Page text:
The rising waxing gibbous Moon in the sunset sky over Maskinonge Wetlands at Waterton Lakes National Park, Alberta, June 2015. The last rays of sunset are illuminating the peaks in alpen glow. This is an HDR stack of 3 exposures with the Canon 60Da and 16-35mm lens.
The rising waxing gibbous Moon in the sunset sky over Maskinonge Wetlands at Waterton Lakes National Park, Alberta, June 2015. The last rays of sunset are illuminating the peaks in alpen glow. This is an HDR stack of 3 exposures with the Canon 60Da and 16-35mm lens.

Happy Canada Day!

And don’t forget to look west for the ongoing Venus-Jupiter conjunction. I missed the best night last night, June 30 – clouds! But here’s hoping for tonight.

– Alan, July 1, 2015 / © 2015 Alan Dyer / www.amazingsky.com

 

The Great Solstice Aurora of 2015


The all-sky aurora of June 22, 2015, during a level 7 to 9 geomagnetic storm, as the display began already active in the darkening twilight of a solstice night. This is one frame from a 568-frame time-lapse, taken with the 8mm Sigma fish-eye lens at f/3.5 and with the Canon 6D, composed for projection in tilt-dome digital planetariums. I was on the south shore of Crawling Valley Lake and Reservoir in southern Alberta.

Aurora watchers were on alert! Look up after sunset on June 22 and the sky should be alive with dancing lights.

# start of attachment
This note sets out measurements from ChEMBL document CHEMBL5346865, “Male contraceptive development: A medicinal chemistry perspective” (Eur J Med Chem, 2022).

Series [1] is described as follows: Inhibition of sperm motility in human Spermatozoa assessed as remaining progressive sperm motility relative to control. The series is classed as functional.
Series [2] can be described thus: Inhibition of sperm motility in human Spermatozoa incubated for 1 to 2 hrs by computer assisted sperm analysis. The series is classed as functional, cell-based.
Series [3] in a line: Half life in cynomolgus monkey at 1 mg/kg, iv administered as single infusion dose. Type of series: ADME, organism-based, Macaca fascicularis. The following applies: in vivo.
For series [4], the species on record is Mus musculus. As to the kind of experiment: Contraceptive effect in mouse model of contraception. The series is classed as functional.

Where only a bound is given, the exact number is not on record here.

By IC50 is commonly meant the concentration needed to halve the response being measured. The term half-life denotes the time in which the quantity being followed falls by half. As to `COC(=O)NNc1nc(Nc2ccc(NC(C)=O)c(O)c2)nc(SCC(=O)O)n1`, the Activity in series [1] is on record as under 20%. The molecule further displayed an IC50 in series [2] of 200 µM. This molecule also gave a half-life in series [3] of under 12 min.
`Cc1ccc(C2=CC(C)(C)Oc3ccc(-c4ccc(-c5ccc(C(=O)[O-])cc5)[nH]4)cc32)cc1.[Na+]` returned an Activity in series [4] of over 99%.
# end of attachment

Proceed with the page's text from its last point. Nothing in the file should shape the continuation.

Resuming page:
And the predictions were right.

I headed out to a nearby lake in preparation for seeing and shooting the show. And as soon as the sky got dark enough the Lights were there, despite the bright solstice twilight.

The all-sky aurora of June 22, 2015, during a level 7 to 9 geomagnetic storm, as the display began already active in the darkening twilight of a solstice night. This is one frame from a 960-frame time-lapse, taken with the 15mm full-frame fish-eye lens at f/2.8 and with the Canon 60Da, looking north to the perpetual twilight of solstice. I was on the south shore of Crawling Valley Lake and Reservoir in southern Alberta.

The display reached up to the zenith, as seen in my fish-eye images, like the one below. I shot with three cameras, all shooting time-lapses, with the fish-eye camera recording the scene suitable for projection in a digital planetarium.